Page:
Proper preparation could lessen the burden and boost the benefits of the European Union's General Data Protection Regulation.
The clock is ticking on the countdown to the EU General Data Protection Regulation (GDPR) that will come into force on 25 May 2018. GDPR is anticipated to be a major disruptor, fundamentally changing how businesses and the public sector manage the information of their customers.
All firms that deal with customer data will be directly impacted by GDPR which, in today’s digital society, is more or less every sector.
Although GDPR’s deadline is nine months away, businesses must begin preparations immediately to ensure they’re in compliance with its regulations. Many firms have deferred the process due to the costs and resources associated with implementing GDPR, but taking the necessary steps now will help to ensure a smooth transition come May.
Unlike existing data protection laws, GDPR will reach further and will introduce sweeping changes, including the introduction of accountability, the need for consent, hefty fines associated with noncompliance and new rights granted to individuals regarding the use of their personal information.
Once businesses are aware of these requirements and begin undertaking the necessary preparations to be compliant, they will be able to capitalise on its key benefits as a result.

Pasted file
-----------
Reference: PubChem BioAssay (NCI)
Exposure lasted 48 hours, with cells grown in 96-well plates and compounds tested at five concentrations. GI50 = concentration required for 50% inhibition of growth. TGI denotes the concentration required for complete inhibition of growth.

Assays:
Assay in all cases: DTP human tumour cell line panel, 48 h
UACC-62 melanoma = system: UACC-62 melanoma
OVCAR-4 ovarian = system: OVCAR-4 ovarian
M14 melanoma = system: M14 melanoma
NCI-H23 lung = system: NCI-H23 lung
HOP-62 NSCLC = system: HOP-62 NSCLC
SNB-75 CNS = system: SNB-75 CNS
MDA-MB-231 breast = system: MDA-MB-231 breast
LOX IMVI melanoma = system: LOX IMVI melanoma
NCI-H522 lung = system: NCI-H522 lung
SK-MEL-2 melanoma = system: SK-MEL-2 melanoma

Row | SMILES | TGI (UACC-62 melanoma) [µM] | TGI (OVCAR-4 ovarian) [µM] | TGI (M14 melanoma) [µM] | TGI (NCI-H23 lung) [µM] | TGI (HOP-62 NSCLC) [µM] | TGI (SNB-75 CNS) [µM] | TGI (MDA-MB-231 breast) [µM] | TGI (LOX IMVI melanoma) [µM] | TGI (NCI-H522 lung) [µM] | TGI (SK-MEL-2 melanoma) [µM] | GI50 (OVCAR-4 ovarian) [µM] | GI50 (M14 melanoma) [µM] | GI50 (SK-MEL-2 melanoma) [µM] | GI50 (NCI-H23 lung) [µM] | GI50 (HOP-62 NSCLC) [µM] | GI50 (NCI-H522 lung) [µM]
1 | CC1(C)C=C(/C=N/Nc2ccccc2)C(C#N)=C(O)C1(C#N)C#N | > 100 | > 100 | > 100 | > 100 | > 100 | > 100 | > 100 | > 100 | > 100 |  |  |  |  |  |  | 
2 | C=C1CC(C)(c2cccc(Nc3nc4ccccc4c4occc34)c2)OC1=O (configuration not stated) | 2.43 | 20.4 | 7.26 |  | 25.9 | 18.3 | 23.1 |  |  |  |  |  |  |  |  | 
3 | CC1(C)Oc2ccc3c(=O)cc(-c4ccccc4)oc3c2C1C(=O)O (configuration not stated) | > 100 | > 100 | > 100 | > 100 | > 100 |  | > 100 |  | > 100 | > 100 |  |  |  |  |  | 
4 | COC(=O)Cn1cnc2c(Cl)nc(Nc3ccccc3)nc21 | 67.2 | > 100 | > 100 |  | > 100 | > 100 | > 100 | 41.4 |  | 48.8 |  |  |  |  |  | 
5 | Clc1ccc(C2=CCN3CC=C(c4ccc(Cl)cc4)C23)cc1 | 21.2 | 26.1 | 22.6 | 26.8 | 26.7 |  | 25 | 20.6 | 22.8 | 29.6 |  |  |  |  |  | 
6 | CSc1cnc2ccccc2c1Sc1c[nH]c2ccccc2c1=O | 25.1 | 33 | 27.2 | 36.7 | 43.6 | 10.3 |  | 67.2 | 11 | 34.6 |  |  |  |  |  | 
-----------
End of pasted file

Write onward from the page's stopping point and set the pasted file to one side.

Understanding GDPR within existing data protection laws
Following years of preparation and debate, the regulation was approved by the EU Parliament on 14 April 2016. Introduced to keep pace with changes in the digital world, GDPR will be broader in scope than the current Data Protection Act that was established in 1995.
As the EU’s GDPR website points out, the legislation is designed to “harmonise data privacy laws across Europe, to protect and empower all EU citizens’ data privacy and to reshape the way organisations across the region approach data privacy”.
It applies to the person, authority or organisation that collects data from individuals (‘controllers’), or, as well as third party persons, authorities or organisations that work on behalf of the controller (‘processors’).
Many have mistakenly assumed GDPR will not apply to UK businesses following Brexit. In fact, the government’s Statement of Intent for the new Data Protection Bill published earlier this year has confirmed GDPR will be enshrined in full into UK law.
As a result, 25 May 2018 will be the date that GDPR becomes directly applicable making it imperative that businesses begin implementing procedures now to ensure compliance. In addition, following Brexit, any company that deals with EU citizen data, wherever they may be located, will be required to meet GDPR’s standards.
If you haven’t heard of GDPR or are unsure of how the regulation will affect you or your business, here are some of the biggest changes to help you prepare.
Questions appear on the last page of this article.